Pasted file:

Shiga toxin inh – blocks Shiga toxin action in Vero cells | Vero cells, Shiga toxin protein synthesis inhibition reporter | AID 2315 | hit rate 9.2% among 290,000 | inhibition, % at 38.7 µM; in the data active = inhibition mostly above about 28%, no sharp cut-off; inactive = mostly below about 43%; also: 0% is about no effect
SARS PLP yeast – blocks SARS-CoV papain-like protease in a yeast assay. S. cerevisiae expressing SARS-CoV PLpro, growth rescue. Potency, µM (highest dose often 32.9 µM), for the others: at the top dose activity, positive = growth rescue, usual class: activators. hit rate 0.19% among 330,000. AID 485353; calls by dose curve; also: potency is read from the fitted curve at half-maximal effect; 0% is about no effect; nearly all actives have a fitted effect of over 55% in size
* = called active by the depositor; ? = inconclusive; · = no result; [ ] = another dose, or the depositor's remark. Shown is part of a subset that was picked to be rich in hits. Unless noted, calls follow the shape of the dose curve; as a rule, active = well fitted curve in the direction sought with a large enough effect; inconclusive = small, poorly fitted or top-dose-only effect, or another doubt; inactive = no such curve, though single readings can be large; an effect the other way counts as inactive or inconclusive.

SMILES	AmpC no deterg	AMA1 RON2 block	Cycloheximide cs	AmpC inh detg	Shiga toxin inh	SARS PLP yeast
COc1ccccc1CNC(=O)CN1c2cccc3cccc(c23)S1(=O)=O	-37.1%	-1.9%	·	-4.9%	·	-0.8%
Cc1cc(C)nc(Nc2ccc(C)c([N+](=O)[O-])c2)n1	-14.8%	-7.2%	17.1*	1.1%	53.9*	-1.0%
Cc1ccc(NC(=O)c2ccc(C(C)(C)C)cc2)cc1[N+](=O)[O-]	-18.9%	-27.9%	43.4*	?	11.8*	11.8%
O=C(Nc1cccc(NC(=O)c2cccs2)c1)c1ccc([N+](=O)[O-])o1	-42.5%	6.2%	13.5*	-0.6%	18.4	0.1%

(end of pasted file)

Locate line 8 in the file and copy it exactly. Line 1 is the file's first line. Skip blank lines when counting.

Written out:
O=C(Nc1cccc(NC(=O)c2cccs2)c1)c1ccc([N+](=O)[O-])o1	-42.5%	6.2%	13.5*	-0.6%	18.4	0.1%